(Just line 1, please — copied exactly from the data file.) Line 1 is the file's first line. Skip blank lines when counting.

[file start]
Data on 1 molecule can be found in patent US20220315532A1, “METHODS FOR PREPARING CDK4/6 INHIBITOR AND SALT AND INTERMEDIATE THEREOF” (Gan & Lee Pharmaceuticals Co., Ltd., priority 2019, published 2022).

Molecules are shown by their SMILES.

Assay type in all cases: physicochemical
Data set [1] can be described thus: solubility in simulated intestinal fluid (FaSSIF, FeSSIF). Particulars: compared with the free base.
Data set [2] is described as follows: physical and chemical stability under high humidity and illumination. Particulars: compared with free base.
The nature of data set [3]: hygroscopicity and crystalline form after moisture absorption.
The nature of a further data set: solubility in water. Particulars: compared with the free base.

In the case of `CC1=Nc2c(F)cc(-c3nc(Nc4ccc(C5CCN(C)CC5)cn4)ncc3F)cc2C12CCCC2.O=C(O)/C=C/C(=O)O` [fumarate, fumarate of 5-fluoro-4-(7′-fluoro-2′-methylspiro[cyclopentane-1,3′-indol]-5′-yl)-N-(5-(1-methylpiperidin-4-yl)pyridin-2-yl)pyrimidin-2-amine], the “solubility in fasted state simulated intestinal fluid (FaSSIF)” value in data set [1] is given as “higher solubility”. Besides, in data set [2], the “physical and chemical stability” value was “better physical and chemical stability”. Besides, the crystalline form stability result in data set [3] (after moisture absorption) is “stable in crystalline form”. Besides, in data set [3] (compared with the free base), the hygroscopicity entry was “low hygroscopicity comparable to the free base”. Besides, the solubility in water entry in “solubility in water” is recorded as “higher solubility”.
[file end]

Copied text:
Data on 1 molecule can be found in patent US20220315532A1, “METHODS FOR PREPARING CDK4/6 INHIBITOR AND SALT AND INTERMEDIATE THEREOF” (Gan & Lee Pharmaceuticals Co., Ltd., priority 2019, published 2022).